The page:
3. The smaller, the better

The best size of group work with American students is a group of two; a pair. In any group you can have someone who is not responsible or lags behind, but whereas in a large group that person is left to their own devices as others continue what they were assigned, in a group of two it is obvious that one is responsible for giving the other a help.

In Japan, on the contrary, one always feels responsible for the entire group, no matter what size the group is. It is interesting to compare old sayings; in English it goes, “Two heads are better than one,” while the counterpart in Japanese is translated as, “Out of the council of three comes wisdom.”

4. No question means no problem

You cannot expect free charitable help from other members of your group. They are doing their piece and assume you are doing yours. This means that you are responsible for asking for help when you are not confident with your work. No one would dare step on your part otherwise, because they suppose you are doing well.

Thus, it is my fault if I say something completely off the point simply because I wasn’t confident with it.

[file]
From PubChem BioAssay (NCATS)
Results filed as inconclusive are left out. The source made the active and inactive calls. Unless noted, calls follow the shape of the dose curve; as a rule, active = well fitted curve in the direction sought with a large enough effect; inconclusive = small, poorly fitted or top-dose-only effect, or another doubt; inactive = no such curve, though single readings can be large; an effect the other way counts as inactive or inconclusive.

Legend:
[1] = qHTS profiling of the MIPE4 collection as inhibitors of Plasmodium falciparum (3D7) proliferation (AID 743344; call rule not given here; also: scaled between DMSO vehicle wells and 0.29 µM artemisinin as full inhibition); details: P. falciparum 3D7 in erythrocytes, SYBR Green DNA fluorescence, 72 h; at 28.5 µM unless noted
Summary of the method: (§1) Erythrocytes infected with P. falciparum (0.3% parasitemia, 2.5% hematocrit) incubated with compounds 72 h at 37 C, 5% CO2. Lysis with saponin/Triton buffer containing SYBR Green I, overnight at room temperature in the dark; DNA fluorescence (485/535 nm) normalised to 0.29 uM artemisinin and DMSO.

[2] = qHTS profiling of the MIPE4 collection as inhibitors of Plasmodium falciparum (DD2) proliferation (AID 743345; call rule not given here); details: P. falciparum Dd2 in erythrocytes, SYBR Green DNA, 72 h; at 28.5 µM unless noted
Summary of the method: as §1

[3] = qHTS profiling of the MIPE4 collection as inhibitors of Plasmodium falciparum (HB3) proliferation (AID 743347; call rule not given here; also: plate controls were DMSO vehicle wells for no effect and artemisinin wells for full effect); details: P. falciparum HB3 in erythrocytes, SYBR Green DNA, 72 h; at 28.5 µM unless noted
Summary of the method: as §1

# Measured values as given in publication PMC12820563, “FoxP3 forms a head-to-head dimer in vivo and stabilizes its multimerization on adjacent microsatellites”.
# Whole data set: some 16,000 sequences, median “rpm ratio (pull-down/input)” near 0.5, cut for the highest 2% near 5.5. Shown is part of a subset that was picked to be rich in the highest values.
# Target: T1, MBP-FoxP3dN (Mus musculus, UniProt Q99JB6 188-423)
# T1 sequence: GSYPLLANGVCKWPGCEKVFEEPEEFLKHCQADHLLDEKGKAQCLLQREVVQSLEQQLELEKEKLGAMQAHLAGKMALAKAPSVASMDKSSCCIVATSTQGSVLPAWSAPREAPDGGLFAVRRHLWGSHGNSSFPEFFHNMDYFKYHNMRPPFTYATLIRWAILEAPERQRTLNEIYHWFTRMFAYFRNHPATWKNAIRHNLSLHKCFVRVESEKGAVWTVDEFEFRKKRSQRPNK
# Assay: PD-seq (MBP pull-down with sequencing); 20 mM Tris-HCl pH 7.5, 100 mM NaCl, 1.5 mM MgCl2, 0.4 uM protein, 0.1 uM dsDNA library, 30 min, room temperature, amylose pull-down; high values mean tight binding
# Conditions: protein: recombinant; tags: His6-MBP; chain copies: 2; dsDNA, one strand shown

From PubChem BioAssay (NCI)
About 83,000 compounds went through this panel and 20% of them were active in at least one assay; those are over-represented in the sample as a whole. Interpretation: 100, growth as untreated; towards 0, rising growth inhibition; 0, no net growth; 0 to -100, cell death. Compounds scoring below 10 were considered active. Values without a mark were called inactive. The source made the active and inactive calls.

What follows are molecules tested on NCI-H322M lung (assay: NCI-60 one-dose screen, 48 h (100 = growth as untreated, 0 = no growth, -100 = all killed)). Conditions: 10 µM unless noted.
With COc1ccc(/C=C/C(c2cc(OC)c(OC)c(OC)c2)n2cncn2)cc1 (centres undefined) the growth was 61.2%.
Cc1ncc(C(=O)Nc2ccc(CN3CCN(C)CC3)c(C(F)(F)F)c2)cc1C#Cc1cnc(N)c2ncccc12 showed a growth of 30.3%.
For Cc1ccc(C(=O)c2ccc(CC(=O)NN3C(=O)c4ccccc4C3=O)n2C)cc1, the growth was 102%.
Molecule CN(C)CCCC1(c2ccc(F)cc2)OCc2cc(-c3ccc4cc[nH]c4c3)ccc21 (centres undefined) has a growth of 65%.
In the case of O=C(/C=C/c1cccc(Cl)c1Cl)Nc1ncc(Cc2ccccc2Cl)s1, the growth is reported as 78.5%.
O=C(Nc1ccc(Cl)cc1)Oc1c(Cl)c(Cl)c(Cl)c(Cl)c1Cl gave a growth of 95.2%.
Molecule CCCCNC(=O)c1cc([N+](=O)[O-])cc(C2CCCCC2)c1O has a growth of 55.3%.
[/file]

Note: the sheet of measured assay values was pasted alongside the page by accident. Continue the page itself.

To be fair, it is important to state that I ended up getting a lot of help from my group members in that first group presentation, after I learned to ask for it, which is part of the reason why our presentation went well. Asking for help is not a shame but a part of your responsibility.

Overall in the U.S., the borders of your own individual responsibility need to be drawn distinctly and rigidly, whereas in Japan it would not be declared clearly at all.  It may be a more efficient and practical idea to divide the work into separate parts, although it also can mean that the group falls into helpless poor work when someone doesn’t keep up their end of the bargain or isn’t willing to ask for assistance.

The advice international students can take away from this is to expect to take on your assigned responsibility in a group project. And this implies an important suggestion to international students as well: make sure of exactly what your responsibility is before you and your group get into trouble.

One final suggestion: Since I came to the U.S. I’ve tended to be more comfortable taking a passive role – doing what I’m asked to do – but if you get involved in helping dole out the work between members, it not only helps your group but also makes you a more active participant with the American students. Be prepared and enjoy your group work!